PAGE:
The Indian State of Jammu and Kashmir is one of the most incandescent flash-points in the Indian sub-continent, the only Princely-State whose integration with either of the successor states-India and Pakistan--evoked substantive controversy and substantial amount of analytical and polemical literature, The people of this state and their political preferences and perception have, however, remained under the veil of chronicles of diplomatc controversies, militant incursions and terrorist activities. This book turns the academic search-light inwards and focusses on the bases and causes of alienation which sets Jammu and Kashmir apart from all other states of the Republic of India.
From militantly resisting the two nation theory circa 1947 the people of Jammu and Kashmir have now turned to politically sustaining an insurgency which has claimed nearly 17,000 lives during 1989 to 1996 including 7849 civilians and 7823 militants. What caused this turn-around in the perceptions of the people of Jammu and Kashmir. This book tries to answer this question with the help of detailed data about the economy and society of Jammu and Kashmir and in-depth investigation into the political process which rather than integrating the people of Jammu and Kashmir accentuated their alienation from a democratic India, which is otherwise known as a shining example of multi-party governance in a multi-ethnic society.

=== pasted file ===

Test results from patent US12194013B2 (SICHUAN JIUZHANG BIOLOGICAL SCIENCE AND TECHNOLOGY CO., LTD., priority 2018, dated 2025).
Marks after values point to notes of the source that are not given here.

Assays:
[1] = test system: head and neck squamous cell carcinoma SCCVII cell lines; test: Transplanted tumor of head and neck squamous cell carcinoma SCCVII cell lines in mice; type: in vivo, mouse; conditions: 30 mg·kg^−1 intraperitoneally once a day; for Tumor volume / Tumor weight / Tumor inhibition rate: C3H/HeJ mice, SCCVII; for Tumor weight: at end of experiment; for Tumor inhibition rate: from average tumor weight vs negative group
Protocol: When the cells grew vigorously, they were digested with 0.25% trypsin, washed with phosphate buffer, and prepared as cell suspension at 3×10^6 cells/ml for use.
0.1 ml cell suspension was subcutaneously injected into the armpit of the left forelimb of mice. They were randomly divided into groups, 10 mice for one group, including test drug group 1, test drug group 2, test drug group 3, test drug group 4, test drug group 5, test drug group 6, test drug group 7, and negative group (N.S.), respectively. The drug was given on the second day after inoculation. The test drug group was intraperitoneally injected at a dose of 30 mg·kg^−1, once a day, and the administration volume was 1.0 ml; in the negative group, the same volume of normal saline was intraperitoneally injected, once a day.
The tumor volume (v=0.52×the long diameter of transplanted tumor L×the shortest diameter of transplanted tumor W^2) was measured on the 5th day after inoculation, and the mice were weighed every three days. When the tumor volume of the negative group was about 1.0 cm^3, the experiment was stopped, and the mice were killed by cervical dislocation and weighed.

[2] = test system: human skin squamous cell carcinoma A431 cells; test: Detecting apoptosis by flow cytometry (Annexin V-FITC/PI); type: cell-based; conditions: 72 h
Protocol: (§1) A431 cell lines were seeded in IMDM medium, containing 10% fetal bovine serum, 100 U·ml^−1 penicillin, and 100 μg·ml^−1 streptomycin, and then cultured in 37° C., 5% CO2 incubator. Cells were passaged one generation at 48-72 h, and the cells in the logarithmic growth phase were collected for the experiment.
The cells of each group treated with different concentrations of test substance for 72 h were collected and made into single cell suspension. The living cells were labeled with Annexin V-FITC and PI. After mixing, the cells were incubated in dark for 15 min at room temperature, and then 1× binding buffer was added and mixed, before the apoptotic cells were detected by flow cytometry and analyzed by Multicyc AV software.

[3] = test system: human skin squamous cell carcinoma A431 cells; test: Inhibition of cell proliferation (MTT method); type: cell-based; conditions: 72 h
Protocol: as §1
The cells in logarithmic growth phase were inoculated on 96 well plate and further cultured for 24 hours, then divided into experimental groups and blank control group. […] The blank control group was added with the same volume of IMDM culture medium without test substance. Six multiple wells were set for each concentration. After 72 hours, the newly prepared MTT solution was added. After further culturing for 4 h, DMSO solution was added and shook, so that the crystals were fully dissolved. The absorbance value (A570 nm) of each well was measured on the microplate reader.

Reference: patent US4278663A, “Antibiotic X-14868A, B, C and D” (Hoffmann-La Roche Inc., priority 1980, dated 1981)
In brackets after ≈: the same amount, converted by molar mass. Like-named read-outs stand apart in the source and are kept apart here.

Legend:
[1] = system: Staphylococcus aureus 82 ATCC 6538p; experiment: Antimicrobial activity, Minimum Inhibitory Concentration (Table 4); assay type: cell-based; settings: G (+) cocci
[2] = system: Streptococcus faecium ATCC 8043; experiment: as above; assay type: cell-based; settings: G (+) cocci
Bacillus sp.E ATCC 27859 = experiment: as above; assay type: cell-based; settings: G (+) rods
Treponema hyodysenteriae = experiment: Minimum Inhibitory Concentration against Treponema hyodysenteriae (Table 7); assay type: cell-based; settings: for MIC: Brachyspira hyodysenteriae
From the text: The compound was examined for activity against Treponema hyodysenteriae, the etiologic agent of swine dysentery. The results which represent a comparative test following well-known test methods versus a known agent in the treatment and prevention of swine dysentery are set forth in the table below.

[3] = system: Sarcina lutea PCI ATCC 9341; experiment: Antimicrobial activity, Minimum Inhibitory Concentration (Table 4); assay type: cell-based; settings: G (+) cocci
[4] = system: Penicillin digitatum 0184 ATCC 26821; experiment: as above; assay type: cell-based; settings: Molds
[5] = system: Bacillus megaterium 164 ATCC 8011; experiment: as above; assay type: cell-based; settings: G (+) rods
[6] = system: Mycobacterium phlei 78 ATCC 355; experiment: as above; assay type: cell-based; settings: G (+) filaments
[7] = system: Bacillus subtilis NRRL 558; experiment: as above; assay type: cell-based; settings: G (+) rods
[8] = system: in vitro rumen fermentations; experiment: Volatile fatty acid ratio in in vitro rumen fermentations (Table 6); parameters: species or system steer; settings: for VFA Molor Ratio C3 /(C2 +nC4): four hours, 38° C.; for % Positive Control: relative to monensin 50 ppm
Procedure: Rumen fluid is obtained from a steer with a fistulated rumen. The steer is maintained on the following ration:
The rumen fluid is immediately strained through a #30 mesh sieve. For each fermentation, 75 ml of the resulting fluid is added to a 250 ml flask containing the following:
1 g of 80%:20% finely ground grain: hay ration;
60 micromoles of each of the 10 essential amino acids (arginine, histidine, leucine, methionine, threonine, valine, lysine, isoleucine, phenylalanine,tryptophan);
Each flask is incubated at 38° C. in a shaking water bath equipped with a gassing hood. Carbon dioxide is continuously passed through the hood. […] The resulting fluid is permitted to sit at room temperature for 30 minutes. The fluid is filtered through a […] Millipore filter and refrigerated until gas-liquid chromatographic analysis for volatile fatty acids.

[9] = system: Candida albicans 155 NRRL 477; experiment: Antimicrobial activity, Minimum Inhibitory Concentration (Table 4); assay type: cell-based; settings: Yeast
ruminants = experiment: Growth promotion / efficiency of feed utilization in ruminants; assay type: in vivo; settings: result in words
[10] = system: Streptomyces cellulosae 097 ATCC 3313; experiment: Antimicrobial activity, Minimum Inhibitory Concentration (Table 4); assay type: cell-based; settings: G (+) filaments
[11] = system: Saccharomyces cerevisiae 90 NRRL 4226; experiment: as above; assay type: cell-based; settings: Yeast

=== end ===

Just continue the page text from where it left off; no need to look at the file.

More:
All those interested in political analysis, policy making and crisis management of people's alienation in modern states would find the book useful as it brings together a mass of data and information about a strife-torn region of South Asia and throws light on many 'don't dos' which have engendered militant political discontent inspite massive economic grants and subsidies.